If the attacker is able to read the contents of /proc/self/environ (note: here “self” is used instead of a pid to specify the environment variable for the current process), the confidential information MY_SECRET set in the Pod can easily be stolen.

KUBERNETES_PORT=tcp://10.24.0.1:443
KUBERNETES_SERVICE_PORT=443
...
MY_SECRET=8c2886dca39e7b692cb378e704072ad4

This rule should be useful in many environments, and so we have created a Pull Request to the Falco repository, which they have since merged. (Add new rule that detect retrieving environment variables from /proc files #2193 – Falcosecurity/Falco)

In addition, we created 8 other Pull Requests to fix bugs in the existing rules or to make them more robust. while working closely with the Falco team as we communicated.

We also investigated methods to evade Falco’s detection during our research on threat models and detection rules. In particular, I paid attention to the file path detection evasion method using /proc/self/root in Symbolic link files introduced in Kohei Morita(@mrtc0)’s article "How to Bypass Falco".

When you perform an operation on a file in Linux, the openat system call is executed to open that file. The second argument to the openat system call contains a file path. For example, cat /etc/shadow command will invoke the following openat system call.

openat(AT_FDCWD, name=/etc/shadow, flags=1(O_RDONLY))

Falco can detect these system calls and also provides users with the filename being accessed. In the above example, the filename /etc/shadow will be stored in a variable named fd.name. Falco’s detection rules may use this to analyze the action and possibly raise a flag. For example, the “Read sensitive file trusted after startup” rule uses this fd.name variable to detect access to files containing potentially sensitive data. However, one thing to note is that Falco tries to provide fd.name as an absolute path, which means that it will try to logically resolve relative path specifications such as . and ... For example, a path like /var/spool/cron/crontabs/../shadow will be resolved to /var/spool/cron/shadow which is then made available in the fd.name variable by Falco.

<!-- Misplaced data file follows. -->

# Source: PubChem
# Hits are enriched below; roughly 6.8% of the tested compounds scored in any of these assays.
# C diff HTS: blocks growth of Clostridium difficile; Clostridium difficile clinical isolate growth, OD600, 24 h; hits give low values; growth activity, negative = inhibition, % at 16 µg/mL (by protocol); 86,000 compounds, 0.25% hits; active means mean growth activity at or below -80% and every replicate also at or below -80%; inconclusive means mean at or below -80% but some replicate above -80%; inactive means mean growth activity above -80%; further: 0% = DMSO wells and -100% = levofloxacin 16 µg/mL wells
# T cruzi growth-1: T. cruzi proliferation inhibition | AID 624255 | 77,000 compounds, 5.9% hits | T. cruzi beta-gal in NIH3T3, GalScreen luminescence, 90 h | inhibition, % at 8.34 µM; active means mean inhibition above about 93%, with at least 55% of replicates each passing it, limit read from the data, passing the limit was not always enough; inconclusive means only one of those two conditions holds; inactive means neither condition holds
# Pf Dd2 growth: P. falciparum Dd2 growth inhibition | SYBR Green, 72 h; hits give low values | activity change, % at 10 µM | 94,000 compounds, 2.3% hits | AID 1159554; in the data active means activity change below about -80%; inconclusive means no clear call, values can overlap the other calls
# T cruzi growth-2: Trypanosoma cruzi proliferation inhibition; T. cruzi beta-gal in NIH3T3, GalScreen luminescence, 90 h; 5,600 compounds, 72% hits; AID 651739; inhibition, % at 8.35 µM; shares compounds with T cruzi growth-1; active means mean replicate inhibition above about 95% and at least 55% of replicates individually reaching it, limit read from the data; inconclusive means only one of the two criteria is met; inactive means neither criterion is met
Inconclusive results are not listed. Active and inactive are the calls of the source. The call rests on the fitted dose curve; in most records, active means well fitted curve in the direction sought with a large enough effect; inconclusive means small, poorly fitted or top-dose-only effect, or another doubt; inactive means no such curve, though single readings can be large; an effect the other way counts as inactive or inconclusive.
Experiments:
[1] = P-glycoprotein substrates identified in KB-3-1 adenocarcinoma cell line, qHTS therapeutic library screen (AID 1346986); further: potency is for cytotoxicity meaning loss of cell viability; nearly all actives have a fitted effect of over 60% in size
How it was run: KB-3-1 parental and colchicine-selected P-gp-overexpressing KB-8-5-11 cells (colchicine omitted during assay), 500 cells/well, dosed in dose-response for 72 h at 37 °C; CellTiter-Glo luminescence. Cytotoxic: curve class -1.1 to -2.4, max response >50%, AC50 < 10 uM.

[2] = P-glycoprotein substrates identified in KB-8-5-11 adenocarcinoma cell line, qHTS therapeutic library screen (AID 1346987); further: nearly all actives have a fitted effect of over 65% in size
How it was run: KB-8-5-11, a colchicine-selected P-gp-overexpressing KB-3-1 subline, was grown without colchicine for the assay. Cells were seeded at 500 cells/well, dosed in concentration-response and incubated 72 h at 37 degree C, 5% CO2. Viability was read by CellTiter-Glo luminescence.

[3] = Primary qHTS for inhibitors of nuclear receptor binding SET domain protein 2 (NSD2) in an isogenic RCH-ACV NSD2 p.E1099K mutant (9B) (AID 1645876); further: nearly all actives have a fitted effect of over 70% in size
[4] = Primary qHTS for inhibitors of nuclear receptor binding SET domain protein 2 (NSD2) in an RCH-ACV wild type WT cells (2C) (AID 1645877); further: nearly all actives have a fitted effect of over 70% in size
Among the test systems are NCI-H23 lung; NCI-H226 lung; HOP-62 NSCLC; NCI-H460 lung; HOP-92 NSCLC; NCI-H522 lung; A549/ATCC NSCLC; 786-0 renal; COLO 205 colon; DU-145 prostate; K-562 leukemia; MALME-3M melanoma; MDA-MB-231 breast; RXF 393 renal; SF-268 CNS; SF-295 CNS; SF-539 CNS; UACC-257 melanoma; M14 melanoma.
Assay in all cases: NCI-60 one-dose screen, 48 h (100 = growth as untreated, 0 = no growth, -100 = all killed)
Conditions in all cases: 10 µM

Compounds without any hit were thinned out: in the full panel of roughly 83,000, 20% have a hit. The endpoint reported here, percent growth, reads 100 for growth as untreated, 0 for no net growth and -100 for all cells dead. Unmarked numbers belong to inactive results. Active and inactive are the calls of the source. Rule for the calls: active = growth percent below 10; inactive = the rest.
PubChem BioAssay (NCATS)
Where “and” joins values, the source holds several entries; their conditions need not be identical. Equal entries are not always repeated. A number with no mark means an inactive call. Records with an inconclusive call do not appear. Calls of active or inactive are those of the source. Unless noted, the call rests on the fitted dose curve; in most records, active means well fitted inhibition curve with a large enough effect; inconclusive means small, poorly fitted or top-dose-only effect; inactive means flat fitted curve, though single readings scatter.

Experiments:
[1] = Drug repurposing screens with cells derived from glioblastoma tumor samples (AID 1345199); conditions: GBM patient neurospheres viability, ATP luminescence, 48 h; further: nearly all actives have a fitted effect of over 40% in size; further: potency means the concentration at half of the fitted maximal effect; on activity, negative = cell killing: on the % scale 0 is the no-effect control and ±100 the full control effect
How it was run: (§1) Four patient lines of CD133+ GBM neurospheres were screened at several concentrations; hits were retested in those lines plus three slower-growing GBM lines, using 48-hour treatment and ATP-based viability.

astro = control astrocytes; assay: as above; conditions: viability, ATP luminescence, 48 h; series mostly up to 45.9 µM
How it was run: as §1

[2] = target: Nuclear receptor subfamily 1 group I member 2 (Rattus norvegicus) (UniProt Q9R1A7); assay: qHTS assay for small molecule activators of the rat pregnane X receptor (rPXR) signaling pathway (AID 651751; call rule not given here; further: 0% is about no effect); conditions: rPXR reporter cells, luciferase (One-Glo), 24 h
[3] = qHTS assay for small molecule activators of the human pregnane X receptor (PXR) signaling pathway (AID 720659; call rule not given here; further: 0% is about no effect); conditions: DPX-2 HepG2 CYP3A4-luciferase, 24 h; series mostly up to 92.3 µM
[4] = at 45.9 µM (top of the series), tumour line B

At this point we must consider the existence of symbolic links. A symbolic link is a link that points to another path. For example, in Ubuntu, /proc/self/root/ is a symbolic link to / (the root directory), therefore it is possible to specify the file /etc/shadow as /proc/self/root/etc/shadow: they will point to the exact same file. To find out the list of symbolic links on your system, you can execute the following command, and you will be presented with the list of available symbolic links.

# find / -type l -xtype d -ls 2> /dev/null
  1554024 0 lrwxrwxrwx 1 root root 9 Aug 15 11:50 /lib64 -> usr/lib64
       12 0 lrwxrwxrwx 1 root root root 13 Sep 15 04:36 /dev/fd -> /proc/self/fd

For our purposes, we are interested in symbolic links that point to certain “interesting” directories:

/proc/self/root -> /
/proc/self/cwd -> (process dir)
/dev/fd -> /proc/self/fd
/var/spool/cron/crontabs -> /etc/crontabs
/var/spool/mail -> /var/mail

Note that in the above example /var/spool/cron/crontabs actually points to /etc/crontabs. With this knowledge in mind, you might realize that the path /var/spool/cron/crontabs/../shadow actually points to /etc/crontabs/../shadow, which in turn resolves to /etc/shadow, as can also be seen in the following table.

Arguments of the openat system callFalco’s fd.nameActual file path to be accessed
/var/spool/cron/crontabs//var/spool/cron/crontabs//etc/crontabs
/var/spool/cron/crontabs/..//var/spool/cron//etc/
/var/spool/cron/crontabs/../shadow/var/spool/cron/shadow/etc/shadow